Pupil Premium

The Government introduced new funding arrangements for schools in 2011. One of the key changes has been the introduction of the Pupil Premium, which is linked to the number of pupils within the school who are eligible for free school meals.

Details of the amount our school received and how we have allocated the funds can be seen below.

  • · 2016-2017 financial year £12,460 allocated
  • · 2015-2016 financial year £15,840 allocated
  • · 2014-2015 financial year £14,300 allocated
  • · 2013-2014 financial year £15,248 allocated
  • · 2012-2013 financial year £ 6,600 allocated
  • · 2011-2012 financial year £ 2,580 allocated

In the academic year 2015-2016 0% of pupils in the Abbey School received free school meals and 3.8% have received free school meals in the previous 6 years (Ever 6). In the academic year 2016-2017 0.95% (2 children) in the Abbey School receive free school meals and 4.28% have received free school meals in the previous 6 years (Ever 6).

Over the last six years the funds have been allocated to the staffing budget to provide one to one tuition each week for identified children in English or Maths by a Teacher or by a Teaching Assistant. The increase in funding in 2014 allowed the school to employ a Librarian to develop the children’s love of reading, raise the profile of reading, and improve the fiction and non-fiction resources and to teach the children library skills. The impact of this was reflected in 2014 Key Stage 2 Reading SATs results with 90% of Year 6 children reaching Level 5 and above and 100% reaching Level 4 and above. 2014 Key Stage 1 results showed that 97% of Year 2 children reached Level 2 and above in Reading and 53% reached Level 3 in Reading. The high standards continued into 2015 with 80% of Year 6 children achieving Level 5 in Reading and 53% of Year 2 children achieving Level 3.

Abbey School has very small numbers of Pupil Premium children, also known as disadvantaged pupils, in each cohort, which has resulted in variations in the attainment of these pupils from year to year according to context.

The 2015 Inspection Dashboard notes that KS2 (Key Stage 2) value added in all subjects was broadly average or above for disadvantaged pupils and identifies this as a strength. The Inspection Dashboard also notes that from at least 5 out of every 6 starting points, the proportion of disadvantaged KS2 pupils making and exceeding expected progress in reading, writing and maths was similar to that of other pupils nationally.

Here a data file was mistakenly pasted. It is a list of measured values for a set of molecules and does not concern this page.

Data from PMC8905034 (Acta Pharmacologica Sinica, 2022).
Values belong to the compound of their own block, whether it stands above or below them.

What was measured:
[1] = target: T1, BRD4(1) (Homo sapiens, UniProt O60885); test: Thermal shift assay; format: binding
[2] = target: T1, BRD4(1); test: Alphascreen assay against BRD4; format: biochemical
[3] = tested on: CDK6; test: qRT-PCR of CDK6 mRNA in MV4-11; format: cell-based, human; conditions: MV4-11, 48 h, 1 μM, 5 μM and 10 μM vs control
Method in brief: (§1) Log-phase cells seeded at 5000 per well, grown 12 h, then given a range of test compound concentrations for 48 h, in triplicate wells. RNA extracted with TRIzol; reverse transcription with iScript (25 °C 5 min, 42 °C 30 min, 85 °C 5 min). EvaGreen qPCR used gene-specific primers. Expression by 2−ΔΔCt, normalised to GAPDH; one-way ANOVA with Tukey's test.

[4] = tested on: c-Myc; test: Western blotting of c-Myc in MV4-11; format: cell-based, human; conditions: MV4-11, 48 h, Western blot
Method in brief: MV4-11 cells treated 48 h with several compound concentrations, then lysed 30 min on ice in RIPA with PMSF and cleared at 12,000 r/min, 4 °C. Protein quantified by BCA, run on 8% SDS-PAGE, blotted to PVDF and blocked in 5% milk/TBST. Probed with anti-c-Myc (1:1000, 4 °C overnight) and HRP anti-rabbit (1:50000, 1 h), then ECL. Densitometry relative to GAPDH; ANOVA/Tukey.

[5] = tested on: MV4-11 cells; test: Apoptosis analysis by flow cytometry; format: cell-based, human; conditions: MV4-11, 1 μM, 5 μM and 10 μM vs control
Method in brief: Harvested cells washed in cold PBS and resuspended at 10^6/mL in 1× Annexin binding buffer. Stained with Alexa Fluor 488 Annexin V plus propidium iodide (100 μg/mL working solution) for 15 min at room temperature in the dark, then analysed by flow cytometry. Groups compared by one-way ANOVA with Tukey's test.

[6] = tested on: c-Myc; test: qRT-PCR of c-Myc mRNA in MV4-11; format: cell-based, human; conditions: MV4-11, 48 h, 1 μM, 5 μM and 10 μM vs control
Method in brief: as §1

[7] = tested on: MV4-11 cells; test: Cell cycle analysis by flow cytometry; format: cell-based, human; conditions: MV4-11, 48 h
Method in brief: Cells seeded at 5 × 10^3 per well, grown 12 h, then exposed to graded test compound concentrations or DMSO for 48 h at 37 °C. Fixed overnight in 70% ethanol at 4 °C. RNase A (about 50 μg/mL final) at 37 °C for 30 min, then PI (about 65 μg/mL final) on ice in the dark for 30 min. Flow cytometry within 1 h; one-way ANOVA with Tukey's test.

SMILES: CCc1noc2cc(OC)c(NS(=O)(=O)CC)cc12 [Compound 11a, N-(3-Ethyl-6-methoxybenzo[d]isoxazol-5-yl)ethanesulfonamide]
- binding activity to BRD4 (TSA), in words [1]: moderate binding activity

Gaps at the end of KS1 in 2015 were wider than those nationally, though this was the result of a very small cohort of 2 disadvantaged pupils who received significant intervention and support and made at least expected progress in reading, writing and maths, with one making better than expected progress in writing and the other doing so maths.

100% of disadvantaged pupils in Year 1 met the expected standard in the phonics screening check in 2015. Disadvantaged pupils in other year groups are making expected progress or better in almost all areas.

Over time, disadvantaged pupils have made at least good progress. In 2014 in particular, the school’s outcomes for these pupils were significantly better than the national, as reflected in the letter of congratulation from David Lawes MP when 100% of Year 6 Pupil Premium children reached Level 5 in all areas.

The reduced Pupil Premium funding allocation for 2016-2017 will be used to support the identified disadvantaged pupils with additional support either on a one to one basis or a small group each week in English or Maths. This intervention will be closely monitored to measure impact. For some pupils, sessions with the school counsellor will be provided.

These decisions have been made in line with our school development plan, which outlines our commitment to vulnerable learners. This tuition has, and continues to ensure that, children receiving grant funding under the pupil premium scheme will reach their full potential, making at least expected progress, and in many cases exceeding targets set.